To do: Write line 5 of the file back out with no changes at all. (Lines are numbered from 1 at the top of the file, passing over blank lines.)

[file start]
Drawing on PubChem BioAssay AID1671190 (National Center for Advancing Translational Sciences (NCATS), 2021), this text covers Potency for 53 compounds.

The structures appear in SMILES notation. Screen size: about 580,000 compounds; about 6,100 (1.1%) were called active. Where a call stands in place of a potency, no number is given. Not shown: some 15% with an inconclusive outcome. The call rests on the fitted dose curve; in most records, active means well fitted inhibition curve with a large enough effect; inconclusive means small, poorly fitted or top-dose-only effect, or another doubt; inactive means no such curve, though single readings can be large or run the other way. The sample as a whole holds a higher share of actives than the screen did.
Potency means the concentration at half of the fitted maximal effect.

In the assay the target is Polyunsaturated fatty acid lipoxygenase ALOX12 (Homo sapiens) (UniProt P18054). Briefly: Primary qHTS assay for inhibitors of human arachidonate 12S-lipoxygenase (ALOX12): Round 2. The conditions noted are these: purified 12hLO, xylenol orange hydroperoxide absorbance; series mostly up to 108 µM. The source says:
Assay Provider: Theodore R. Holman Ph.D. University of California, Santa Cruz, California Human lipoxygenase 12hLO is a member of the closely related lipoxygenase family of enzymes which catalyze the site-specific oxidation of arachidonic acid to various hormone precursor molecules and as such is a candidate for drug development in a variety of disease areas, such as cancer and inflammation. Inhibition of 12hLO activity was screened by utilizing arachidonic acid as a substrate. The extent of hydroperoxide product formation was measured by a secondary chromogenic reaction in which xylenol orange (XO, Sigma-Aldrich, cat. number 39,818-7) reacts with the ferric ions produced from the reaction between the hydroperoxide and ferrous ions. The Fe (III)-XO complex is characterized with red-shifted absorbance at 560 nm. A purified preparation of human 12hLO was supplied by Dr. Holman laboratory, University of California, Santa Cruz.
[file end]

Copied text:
Assay Provider: Theodore R. Holman Ph.D. University of California, Santa Cruz, California Human lipoxygenase 12hLO is a member of the closely related lipoxygenase family of enzymes which catalyze the site-specific oxidation of arachidonic acid to various hormone precursor molecules and as such is a candidate for drug development in a variety of disease areas, such as cancer and inflammation. Inhibition of 12hLO activity was screened by utilizing arachidonic acid as a substrate. The extent of hydroperoxide product formation was measured by a secondary chromogenic reaction in which xylenol orange (XO, Sigma-Aldrich, cat. number 39,818-7) reacts with the ferric ions produced from the reaction between the hydroperoxide and ferrous ions. The Fe (III)-XO complex is characterized with red-shifted absorbance at 560 nm. A purified preparation of human 12hLO was supplied by Dr. Holman laboratory, University of California, Santa Cruz.